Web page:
implement the "http://features.com/reliability/" feature, and the spec
would describe the same headers and processing rules currently
described in the SOAP-specific areas of WS-RM.

OK, so now we have a new set of specs.  How might this affect our WSDL?

Well, now a given PortType can talk ABSTRACTLY about the fact that it
requires a certain level of reliability:

  <wsdl:feature uri="http://features.com/reliability/"
  <wsdl:property uri=".../wsrm/DeliveryAssurance">

In other words, the reliability feature is required, and a value for
the DeliveryAssurance property has been specified.  We could have just
specified the property value and not the feature, but marking the
feature required forces the processor to ensure that there is some
concrete implementation of said feature.

The SOAP-over-http binding for this service can make clear that the
reliability module is available, and tweak additional parameters if

<soap:binding url="http://soap-over-http">
  <soap:module uri="http://modules.com/reliabilityModule"/>
  <wsdl:property uri="AcknowledgementTimeout">50000</wsdl:property>

So if you're building a client which uses this binding, we know that
even though the SOAP http binding doesn't natively support the
reliability feature, we have a module which does, so we're good with
respect to our requirement specified earlier.  And we set a property
which is specific to the module implementation of the feature; by
virtue of understanding the module URI, we agree to abide by its
specification, and that includes knowing what to do with property
values like this.  In real code, this value might end up being
passed to some API, or written into some generated code in an
appropriate place.

OK, cool.  Now, let's add a binding over Java Message Service (JMS).

<soap:binding uri="http://mybindings.com/JMSBinding">

We presume that the binding spec for this ficticious JMS binding has
been written to indicate that it natively provides support for the
reliability feature.

That's all we need to know that the feature requirement is satisfied,
because we know how the JMS binding works (otherwise we wouldn't be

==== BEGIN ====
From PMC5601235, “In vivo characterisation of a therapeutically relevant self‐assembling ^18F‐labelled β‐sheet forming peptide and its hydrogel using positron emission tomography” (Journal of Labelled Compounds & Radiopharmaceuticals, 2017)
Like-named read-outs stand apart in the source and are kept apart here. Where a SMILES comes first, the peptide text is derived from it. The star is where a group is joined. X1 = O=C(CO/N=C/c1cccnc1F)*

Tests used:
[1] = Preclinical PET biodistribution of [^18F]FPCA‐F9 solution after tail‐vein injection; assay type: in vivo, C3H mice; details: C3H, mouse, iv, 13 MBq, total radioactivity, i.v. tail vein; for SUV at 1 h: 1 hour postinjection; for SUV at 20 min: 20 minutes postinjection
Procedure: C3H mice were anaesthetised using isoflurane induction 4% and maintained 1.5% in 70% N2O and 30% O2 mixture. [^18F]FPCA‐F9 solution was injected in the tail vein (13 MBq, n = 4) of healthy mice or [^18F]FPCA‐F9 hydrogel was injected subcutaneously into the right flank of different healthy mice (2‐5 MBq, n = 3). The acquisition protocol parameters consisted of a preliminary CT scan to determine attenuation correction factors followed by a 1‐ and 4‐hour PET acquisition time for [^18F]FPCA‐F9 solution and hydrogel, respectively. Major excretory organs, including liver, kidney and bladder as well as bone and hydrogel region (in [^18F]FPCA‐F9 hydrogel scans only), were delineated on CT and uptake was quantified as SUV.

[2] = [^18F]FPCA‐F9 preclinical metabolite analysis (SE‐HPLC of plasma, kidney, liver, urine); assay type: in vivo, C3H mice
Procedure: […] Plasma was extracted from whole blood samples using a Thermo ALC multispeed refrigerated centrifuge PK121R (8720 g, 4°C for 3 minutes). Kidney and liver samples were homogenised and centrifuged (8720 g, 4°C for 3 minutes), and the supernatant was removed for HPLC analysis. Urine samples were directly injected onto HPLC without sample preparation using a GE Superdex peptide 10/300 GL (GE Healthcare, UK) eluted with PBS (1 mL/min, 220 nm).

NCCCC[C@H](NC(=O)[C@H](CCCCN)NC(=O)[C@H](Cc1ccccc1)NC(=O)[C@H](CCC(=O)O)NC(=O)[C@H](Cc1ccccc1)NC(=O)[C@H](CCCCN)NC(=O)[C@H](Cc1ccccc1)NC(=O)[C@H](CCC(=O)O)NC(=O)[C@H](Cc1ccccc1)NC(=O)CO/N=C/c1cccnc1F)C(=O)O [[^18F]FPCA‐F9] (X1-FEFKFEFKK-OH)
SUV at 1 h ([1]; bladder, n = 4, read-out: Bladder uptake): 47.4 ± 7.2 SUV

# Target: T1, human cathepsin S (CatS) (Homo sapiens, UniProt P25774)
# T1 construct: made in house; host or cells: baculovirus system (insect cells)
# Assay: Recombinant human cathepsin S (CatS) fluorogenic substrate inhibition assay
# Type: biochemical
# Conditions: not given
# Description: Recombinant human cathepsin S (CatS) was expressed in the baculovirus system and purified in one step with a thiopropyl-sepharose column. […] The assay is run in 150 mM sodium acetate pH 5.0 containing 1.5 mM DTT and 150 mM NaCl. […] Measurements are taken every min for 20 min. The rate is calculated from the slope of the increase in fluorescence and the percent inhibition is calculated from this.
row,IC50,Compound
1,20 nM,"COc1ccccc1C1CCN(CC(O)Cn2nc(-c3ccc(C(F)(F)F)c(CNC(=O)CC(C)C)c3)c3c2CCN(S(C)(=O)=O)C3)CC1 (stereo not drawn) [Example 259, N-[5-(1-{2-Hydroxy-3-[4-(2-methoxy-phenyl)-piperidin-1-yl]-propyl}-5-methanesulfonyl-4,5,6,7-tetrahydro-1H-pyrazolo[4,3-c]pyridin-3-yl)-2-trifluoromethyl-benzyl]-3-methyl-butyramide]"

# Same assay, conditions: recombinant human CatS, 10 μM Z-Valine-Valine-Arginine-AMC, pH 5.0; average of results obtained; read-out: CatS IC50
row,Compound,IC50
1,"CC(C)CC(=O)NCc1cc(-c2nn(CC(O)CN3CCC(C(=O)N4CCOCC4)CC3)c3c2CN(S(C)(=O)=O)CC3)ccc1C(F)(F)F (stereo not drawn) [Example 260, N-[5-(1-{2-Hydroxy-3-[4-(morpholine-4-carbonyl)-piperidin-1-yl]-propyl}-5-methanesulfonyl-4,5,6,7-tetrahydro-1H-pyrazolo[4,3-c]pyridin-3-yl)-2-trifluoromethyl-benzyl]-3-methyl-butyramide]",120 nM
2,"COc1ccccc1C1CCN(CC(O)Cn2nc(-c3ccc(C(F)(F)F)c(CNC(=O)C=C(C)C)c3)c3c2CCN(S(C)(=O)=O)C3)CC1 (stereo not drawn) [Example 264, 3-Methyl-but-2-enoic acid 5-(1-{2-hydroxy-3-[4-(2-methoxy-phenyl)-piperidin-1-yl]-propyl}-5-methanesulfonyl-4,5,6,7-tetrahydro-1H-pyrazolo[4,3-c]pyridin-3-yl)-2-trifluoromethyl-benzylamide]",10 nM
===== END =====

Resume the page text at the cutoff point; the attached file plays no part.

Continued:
able to understand that binding at all and processing it would be an
error).  If the JMS binding exposed other properties which were
settable at description-time, we could have set values/constraints on
those as well.

3. Summary

Various kinds of semantic contracts, spanning the spectrum from
abstract to concrete, can be described as FEATURES.  If a feature has
a concrete realization via wire-level mechanics, said realization will
be acheived either via a SOAP MODULE or a BINDING - in both cases, the
specification for the component (module/binding) will indicate that it
satisfies the feature.  Features use PROPERTIES as well-defined (and
shareable) names for relevant bits of data used to control or
implement the specified semantics, and properties may appear in
various forms on the wire.

4. Open Issues

* Do we need the ability to mark properties as required?  If a feature
  is marked as required, then the contract for that feature implies
  that the software knows what to do with any property values
  specified therein... so I'm leaning towards no.

* The ever-exciting QNames vs. URIs tension.  The SOAP spec currently
  specifies properties as named with URIs.  The WS-Policy spec (and
  common sense when writing XML) also allows QNames.  All the usual
  context applies here - RDF assertions vs. easy XML serializations,
  etc.  This issue will likely follow the general trend, however that
  shakes out.

* Policy allows for "combinators" such as "choose one" or "all", which
  are a nice way of expressing higher-level semantics combining
  mulitple policies (or features/properties).  Do we want something
  like that?  (see next issue)

* Properties and features are a great deal like WS-Policy, though
  there are differences.  Merging the two ideas would seem to be a
  good thing.  Some specs already use Policy assertions to control the
  behavior of SOAP extensions - this is identical to using properties
  to control the behavior of SOAP modules, except without the added
  abstraction layer of a feature specification which can be
  implemented in multiple ways.  It would seem that the ideal thing
  would be to settle on a single terminology, and use the union of the
  available functionality in both design patterns.  Unfortunately,
  features and properties are already fixed in the SOAP 1.2
  specification and the MTOM extensions, and WS-Policy is already
  being used in several extant specs, so the terminolgy merge might be
  hard.  Barring that, it seems like some solution using Policy-style
  syntax for talking about features and properties might be forged.
  The important bit, of course, is to get the extension spec authoring
  community to consider their abstractions carefully when designing
  their specs.


[1] http://www-106.ibm.com/developerworks/library/ws-polfram/
[2] http://www-106.ibm.com/developerworks/webservices/library/ws-rm/

Received on Thursday, 23 October 2003 17:07:54 UTC